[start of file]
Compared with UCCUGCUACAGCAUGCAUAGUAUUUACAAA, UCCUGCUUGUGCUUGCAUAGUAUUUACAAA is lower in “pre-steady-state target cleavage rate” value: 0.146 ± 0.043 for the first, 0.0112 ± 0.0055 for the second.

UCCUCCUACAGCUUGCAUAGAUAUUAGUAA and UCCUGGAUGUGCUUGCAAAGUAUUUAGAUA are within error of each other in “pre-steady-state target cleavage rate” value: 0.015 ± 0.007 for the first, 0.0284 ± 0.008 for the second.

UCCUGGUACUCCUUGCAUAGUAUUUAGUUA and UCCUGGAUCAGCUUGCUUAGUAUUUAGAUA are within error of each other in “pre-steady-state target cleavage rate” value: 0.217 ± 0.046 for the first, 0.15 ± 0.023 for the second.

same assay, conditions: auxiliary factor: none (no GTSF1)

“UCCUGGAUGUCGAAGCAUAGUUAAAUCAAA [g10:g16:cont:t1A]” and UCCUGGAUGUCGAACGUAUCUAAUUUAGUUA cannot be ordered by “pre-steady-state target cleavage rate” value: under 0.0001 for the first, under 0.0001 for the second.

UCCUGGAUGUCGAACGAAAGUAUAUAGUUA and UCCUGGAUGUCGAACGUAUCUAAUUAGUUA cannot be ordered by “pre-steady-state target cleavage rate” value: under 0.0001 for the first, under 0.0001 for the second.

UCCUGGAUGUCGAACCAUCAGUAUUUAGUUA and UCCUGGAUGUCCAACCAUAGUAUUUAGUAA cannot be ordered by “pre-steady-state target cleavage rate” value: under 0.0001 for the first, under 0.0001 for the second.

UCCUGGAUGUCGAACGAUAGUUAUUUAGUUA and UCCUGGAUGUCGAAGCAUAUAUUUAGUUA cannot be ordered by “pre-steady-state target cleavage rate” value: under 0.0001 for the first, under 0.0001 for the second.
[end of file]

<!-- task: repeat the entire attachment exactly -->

Compared with UCCUGCUACAGCAUGCAUAGUAUUUACAAA, UCCUGCUUGUGCUUGCAUAGUAUUUACAAA is lower in “pre-steady-state target cleavage rate” value: 0.146 ± 0.043 for the first, 0.0112 ± 0.0055 for the second.

UCCUCCUACAGCUUGCAUAGAUAUUAGUAA and UCCUGGAUGUGCUUGCAAAGUAUUUAGAUA are within error of each other in “pre-steady-state target cleavage rate” value: 0.015 ± 0.007 for the first, 0.0284 ± 0.008 for the second.

UCCUGGUACUCCUUGCAUAGUAUUUAGUUA and UCCUGGAUCAGCUUGCUUAGUAUUUAGAUA are within error of each other in “pre-steady-state target cleavage rate” value: 0.217 ± 0.046 for the first, 0.15 ± 0.023 for the second.

same assay, conditions: auxiliary factor: none (no GTSF1)

“UCCUGGAUGUCGAAGCAUAGUUAAAUCAAA [g10:g16:cont:t1A]” and UCCUGGAUGUCGAACGUAUCUAAUUUAGUUA cannot be ordered by “pre-steady-state target cleavage rate” value: under 0.0001 for the first, under 0.0001 for the second.

UCCUGGAUGUCGAACGAAAGUAUAUAGUUA and UCCUGGAUGUCGAACGUAUCUAAUUAGUUA cannot be ordered by “pre-steady-state target cleavage rate” value: under 0.0001 for the first, under 0.0001 for the second.

UCCUGGAUGUCGAACCAUCAGUAUUUAGUUA and UCCUGGAUGUCCAACCAUAGUAUUUAGUAA cannot be ordered by “pre-steady-state target cleavage rate” value: under 0.0001 for the first, under 0.0001 for the second.

UCCUGGAUGUCGAACGAUAGUUAUUUAGUUA and UCCUGGAUGUCGAAGCAUAUAUUUAGUUA cannot be ordered by “pre-steady-state target cleavage rate” value: under 0.0001 for the first, under 0.0001 for the second.